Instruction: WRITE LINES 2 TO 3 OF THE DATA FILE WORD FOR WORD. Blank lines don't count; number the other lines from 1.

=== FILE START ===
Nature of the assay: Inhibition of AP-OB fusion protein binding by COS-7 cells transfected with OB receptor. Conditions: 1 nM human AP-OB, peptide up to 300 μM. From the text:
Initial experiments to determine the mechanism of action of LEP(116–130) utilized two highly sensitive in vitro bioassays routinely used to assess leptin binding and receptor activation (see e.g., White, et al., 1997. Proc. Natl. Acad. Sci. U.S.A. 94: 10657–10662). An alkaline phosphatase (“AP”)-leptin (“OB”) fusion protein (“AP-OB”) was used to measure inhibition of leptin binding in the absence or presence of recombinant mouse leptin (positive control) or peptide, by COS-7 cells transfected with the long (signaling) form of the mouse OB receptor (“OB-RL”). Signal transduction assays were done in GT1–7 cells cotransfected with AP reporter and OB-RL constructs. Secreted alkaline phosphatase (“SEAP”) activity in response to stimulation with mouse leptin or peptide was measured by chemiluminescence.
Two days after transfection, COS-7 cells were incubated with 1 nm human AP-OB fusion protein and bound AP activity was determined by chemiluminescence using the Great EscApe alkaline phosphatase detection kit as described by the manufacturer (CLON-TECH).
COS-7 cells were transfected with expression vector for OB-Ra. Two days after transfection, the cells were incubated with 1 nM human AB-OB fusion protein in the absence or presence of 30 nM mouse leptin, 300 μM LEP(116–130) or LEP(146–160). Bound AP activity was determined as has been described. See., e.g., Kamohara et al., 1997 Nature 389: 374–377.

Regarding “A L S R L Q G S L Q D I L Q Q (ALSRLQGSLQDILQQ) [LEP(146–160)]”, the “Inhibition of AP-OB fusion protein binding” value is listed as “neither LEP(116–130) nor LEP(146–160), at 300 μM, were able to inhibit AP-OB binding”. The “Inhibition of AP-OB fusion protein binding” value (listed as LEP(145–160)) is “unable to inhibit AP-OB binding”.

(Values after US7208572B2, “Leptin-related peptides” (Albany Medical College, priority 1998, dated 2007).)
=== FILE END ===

Initial experiments to determine the mechanism of action of LEP(116–130) utilized two highly sensitive in vitro bioassays routinely used to assess leptin binding and receptor activation (see e.g., White, et al., 1997. Proc. Natl. Acad. Sci. U.S.A. 94: 10657–10662). An alkaline phosphatase (“AP”)-leptin (“OB”) fusion protein (“AP-OB”) was used to measure inhibition of leptin binding in the absence or presence of recombinant mouse leptin (positive control) or peptide, by COS-7 cells transfected with the long (signaling) form of the mouse OB receptor (“OB-RL”). Signal transduction assays were done in GT1–7 cells cotransfected with AP reporter and OB-RL constructs. Secreted alkaline phosphatase (“SEAP”) activity in response to stimulation with mouse leptin or peptide was measured by chemiluminescence.
Two days after transfection, COS-7 cells were incubated with 1 nm human AP-OB fusion protein and bound AP activity was determined by chemiluminescence using the Great EscApe alkaline phosphatase detection kit as described by the manufacturer (CLON-TECH).